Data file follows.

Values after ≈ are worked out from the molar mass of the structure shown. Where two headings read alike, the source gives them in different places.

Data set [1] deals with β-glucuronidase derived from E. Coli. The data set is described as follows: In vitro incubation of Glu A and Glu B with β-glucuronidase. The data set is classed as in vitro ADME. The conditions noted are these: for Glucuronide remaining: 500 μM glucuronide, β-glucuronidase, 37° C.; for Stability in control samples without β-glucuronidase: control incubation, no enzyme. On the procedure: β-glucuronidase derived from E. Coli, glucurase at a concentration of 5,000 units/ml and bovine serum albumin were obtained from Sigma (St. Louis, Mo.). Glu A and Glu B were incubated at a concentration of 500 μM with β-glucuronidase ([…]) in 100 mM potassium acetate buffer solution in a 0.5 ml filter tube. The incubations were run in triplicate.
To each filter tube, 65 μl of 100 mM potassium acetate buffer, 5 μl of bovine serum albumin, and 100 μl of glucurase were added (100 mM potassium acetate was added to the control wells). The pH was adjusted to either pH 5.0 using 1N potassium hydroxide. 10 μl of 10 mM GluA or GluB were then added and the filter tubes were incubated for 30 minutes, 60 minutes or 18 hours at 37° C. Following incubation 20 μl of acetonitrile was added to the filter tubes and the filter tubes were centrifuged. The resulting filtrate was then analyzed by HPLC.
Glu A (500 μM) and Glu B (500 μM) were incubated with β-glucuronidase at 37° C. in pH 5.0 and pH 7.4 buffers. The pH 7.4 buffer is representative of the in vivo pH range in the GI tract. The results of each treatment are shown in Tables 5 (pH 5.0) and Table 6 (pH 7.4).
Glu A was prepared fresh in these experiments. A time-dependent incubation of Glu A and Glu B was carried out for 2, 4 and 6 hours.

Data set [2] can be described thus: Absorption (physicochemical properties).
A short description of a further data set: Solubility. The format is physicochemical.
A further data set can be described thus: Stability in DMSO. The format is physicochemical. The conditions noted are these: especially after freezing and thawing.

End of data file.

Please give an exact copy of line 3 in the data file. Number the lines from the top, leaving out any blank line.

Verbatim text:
To each filter tube, 65 μl of 100 mM potassium acetate buffer, 5 μl of bovine serum albumin, and 100 μl of glucurase were added (100 mM potassium acetate was added to the control wells). The pH was adjusted to either pH 5.0 using 1N potassium hydroxide. 10 μl of 10 mM GluA or GluB were then added and the filter tubes were incubated for 30 minutes, 60 minutes or 18 hours at 37° C. Following incubation 20 μl of acetonitrile was added to the filter tubes and the filter tubes were centrifuged. The resulting filtrate was then analyzed by HPLC.